• will have an informant/study partner who will be able to provide independent evaluation of functioning
  • must fulfill clinical diagnostic criteria for atypical AD, and hence should either have a chief complaint of difficulty with language and fulfill criteria for logopenic variant of primary progressive aphasia, or present with visuospatial/perceptual deficits and fulfill criteria for posterior cortical atrophy
  • speaks English as their primary language (including bilingual patients whose primary language is English)
  • agrees to and is eligible to undergo MRI and PET scanning
  • if woman of child bearing age, must agree to pregnancy test no more than 48 hours before the PET scans

Exclusion Criteria:

  • subjects with concurrent illnesses that could account for the presenting syndrome, such as traumatic brain injury, strokes or developmental syndromes
  • subjects meeting criteria for another neurodegenerative disease, particularly typical Alzheimer's dementia
  • women that are pregnant or post-partum and breast-feeding
  • subjects will also be excluded if MRI is contraindicated (metal in head, cardiac pace maker, e.t.c.), if there is severe claustrophobia, and if there are conditions that may confound brain imaging studies (e.g. structural abnormalities, including subdural hematoma or intracranial neoplasm)
  • subjects will also be excluded if they do not have an informant, do not consent to research or do not complete all components of the study (neurological exam, neuropsychometric tests, MRI, PiB PET)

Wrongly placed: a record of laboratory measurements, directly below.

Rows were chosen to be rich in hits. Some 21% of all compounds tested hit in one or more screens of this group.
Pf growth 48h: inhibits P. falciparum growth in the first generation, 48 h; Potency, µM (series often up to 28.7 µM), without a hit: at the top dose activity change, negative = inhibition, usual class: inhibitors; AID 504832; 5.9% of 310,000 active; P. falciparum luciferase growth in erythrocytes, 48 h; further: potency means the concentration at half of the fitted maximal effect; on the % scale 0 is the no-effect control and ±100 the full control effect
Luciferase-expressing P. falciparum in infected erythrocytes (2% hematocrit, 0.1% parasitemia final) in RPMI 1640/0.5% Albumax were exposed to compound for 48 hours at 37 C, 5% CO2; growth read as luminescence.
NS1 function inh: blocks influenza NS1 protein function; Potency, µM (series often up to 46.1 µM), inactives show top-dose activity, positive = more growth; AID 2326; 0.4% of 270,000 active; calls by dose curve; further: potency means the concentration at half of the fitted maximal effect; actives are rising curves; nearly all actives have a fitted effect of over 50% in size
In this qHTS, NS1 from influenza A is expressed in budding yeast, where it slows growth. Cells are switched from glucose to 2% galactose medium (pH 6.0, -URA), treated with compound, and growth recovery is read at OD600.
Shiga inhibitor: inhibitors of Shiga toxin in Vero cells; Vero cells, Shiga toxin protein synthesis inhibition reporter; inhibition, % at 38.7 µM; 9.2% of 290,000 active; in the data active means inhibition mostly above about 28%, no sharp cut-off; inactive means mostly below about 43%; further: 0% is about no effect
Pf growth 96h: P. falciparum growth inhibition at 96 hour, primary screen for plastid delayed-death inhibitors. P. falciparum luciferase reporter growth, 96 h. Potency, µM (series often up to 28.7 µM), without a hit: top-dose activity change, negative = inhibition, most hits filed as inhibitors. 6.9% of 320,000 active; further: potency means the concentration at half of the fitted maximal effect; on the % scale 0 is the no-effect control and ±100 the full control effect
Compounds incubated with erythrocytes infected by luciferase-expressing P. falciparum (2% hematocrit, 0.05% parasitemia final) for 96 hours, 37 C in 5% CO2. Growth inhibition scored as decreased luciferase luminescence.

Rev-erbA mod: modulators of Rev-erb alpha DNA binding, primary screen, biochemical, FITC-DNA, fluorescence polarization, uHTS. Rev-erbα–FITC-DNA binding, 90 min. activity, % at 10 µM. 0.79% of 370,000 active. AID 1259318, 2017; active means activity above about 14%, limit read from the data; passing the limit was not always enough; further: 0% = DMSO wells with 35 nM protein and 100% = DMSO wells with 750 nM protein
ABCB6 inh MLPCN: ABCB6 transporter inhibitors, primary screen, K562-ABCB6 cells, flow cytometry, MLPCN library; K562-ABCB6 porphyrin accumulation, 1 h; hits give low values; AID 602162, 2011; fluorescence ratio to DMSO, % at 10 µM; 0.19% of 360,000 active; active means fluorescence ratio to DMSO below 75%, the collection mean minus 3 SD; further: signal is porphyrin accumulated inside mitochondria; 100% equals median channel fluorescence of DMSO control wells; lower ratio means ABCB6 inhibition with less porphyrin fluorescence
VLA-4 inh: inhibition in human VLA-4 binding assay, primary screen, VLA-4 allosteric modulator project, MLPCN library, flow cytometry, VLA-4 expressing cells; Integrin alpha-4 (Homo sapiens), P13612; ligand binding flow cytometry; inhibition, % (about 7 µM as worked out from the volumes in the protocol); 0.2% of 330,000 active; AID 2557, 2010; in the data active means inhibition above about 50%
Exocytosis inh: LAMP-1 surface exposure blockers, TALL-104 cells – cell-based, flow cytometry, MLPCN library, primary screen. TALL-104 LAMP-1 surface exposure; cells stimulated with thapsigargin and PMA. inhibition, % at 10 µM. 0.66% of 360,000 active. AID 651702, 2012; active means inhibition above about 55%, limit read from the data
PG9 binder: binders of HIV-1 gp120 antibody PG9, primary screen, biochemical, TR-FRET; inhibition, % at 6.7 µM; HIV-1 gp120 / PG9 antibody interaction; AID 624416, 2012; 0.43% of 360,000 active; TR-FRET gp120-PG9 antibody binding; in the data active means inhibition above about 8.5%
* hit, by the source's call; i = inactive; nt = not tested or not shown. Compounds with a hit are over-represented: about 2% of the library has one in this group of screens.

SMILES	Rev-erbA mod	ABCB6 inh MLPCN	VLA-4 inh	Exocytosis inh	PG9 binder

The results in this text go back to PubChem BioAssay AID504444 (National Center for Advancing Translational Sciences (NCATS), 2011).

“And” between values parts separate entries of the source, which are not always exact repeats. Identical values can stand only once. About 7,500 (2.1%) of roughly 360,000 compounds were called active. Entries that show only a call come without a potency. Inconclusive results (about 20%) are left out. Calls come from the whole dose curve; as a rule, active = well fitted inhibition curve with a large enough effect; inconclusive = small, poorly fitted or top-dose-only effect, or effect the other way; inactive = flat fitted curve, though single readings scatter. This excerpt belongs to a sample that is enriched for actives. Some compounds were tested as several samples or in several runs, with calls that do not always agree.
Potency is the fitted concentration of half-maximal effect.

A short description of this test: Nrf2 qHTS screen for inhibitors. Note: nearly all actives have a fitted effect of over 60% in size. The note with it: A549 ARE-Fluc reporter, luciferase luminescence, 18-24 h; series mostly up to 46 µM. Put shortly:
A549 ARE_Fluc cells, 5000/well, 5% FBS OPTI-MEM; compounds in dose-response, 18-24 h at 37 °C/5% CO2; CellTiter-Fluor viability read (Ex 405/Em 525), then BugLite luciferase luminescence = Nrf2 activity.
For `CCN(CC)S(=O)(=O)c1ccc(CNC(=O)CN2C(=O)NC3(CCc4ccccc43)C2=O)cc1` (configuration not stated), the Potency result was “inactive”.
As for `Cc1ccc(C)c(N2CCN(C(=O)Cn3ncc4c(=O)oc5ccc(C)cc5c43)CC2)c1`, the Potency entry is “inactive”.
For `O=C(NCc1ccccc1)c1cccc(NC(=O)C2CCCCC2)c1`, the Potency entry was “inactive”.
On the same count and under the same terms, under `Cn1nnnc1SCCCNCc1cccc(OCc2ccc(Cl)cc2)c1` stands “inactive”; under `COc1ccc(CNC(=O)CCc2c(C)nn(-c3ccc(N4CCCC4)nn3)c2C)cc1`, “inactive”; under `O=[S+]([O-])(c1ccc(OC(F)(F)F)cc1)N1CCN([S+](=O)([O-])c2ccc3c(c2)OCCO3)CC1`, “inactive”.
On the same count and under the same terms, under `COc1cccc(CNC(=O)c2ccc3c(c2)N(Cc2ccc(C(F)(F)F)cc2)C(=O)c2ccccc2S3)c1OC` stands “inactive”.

Information from the National Library of Medicine

To learn more about this study, you or your doctor may contact the study research staff using the contact information provided by the sponsor.

Please refer to this study by its identifier (NCT number): NCT01723553

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United States, Minnesota
Mayo Clinic
Rochester, Minnesota, United States, 55905
Sponsors and Collaborators
Mayo Clinic
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Principal Investigator: Jennifer Whitwell, PhD Mayo Clinic
Additional Information:
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Responsible Party: Jennifer Whitwell, PI, Mayo Clinic Identifier: NCT01723553    
Other Study ID Numbers: 12-007139
First Posted: November 8, 2012    Key Record Dates
Last Update Posted: December 21, 2015
Last Verified: December 2015
Keywords provided by Jennifer Whitwell, Mayo Clinic:
Additional relevant MeSH terms:
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Alzheimer Disease
Aphasia, Primary Progressive
Pick Disease of the Brain
Frontotemporal Dementia
Brain Diseases
Central Nervous System Diseases
Nervous System Diseases
Neurodegenerative Diseases
Neurocognitive Disorders
Mental Disorders
Speech Disorders
Language Disorders
Communication Disorders
Neurobehavioral Manifestations
Neurologic Manifestations
Frontotemporal Lobar Degeneration
TDP-43 Proteinopathies
Proteostasis Deficiencies
Metabolic Diseases
Anti-Inflammatory Agents